“Take advantage of these helpful extras: Enjoy reading while you listen to your favorite contemporary Christian choruses using our handy praise tune concordance! Useful talking points are printed in red letters! Explanatory notes highlight allowable exceptions to the Ten Commandments. We have thoughtfully toned down Jesus’ anti-establishment rhetoric, and substituted family friendly quotes that we’re sure are what he actually meant to say.

“Buy now and receive a handy wallet card that puts the Bible’s main points at your fingertips. It’s all crystal clear!”
* * * * *
This was written after I attended a recent church meeting in which a contentious issue took center stage. One angry congregant rose to say, “Why are we even discussing this? The Bible is crystal clear!” This person went on to claim that opposing viewpoints were “dumbing down the Bible.” I would like to submit that dumbing down the Bible happens when we read it in a manner to make it appear crystal clear. To read it in such a simplistic manner is an insult to a tremendously complex and difficult book. It is also an insult to the reader. This is following sola scriptura to its logical and dangerous conclusion: that we set aside our brains whenever we open the Bible. This is, as Richard Rohr says, turning the Bible itself into an idol.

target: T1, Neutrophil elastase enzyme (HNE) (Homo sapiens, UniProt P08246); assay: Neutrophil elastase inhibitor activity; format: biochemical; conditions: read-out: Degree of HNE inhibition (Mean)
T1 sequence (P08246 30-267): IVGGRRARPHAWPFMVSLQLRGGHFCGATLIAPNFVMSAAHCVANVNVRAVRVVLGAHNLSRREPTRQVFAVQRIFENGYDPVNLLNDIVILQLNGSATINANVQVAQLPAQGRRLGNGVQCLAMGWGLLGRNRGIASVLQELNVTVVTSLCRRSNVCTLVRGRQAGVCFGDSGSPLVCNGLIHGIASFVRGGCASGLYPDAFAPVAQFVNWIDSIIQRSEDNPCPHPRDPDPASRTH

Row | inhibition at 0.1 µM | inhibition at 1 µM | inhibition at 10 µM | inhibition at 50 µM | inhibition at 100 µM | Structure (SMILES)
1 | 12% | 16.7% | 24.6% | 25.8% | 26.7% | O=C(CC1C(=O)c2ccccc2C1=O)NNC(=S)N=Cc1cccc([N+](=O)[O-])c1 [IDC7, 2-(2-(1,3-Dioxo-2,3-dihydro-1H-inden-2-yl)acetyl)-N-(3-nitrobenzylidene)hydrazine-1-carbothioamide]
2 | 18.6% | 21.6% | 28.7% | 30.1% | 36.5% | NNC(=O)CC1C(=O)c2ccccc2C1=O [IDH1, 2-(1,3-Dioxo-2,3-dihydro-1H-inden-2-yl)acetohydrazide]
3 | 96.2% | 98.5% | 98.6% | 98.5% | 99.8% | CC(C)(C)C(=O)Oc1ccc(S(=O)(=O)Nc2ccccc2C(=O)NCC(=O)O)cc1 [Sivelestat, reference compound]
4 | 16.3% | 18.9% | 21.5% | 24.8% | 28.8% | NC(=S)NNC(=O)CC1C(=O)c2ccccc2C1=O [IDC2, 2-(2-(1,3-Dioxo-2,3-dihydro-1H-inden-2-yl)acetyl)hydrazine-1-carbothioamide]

Bible study demands that we bring a lot to the table, including our experience, our knowledge, and our best thinking caps. To borrow a bit of advice from Peter Enns, we should ask ourselves two questions:

  1. What is the Bible?
  2. What do we do with it?

Those questions are tougher than they first appear (They are NOT crystal clear!), but we ignore them at our peril.

Morning Pages and Evening Pages and In-Between Pages

journals

Many people are familiar with the practice of writing Morning Pages thanks to Julia Cameron’s wildly popular and influential book The Artist’s Way. I first heard of them via a YouTube video from Lavendaire. The truth is, I had already been doing something similar for many years before I heard the term “Morning Pages.” I always just thought I was writing in my journal. Now there are subtle differences between journaling and Morning Pages which I won’t get into here, but suffice to say I am seldom without a notebook of some sort and a pen or pencil. (I actually prefer the latter; I’m a bit of a Charlie Brown with a pen. Peanuts readers will understand what I mean.)

The first journal entry I remember making was sometime when I was in junior high. (Middle school hadn’t been invented yet, at least not in Des Moines.) I had a dream about Agnetha Fältskog, the beautiful blonde singer in Abba, upon whom I had a boyhood crush. But this dream wasn’t about me having a torrid pre-pubescent affair with Agnetha. In this dream I actually BECAME Agnetha. (Details not forthcoming.) Upon awakening, it seemed odd enough to warrant writing down. That was the start of my “dream journal,” and for a long while recounting the previous night’s dreams made up the bulk of my journal entries.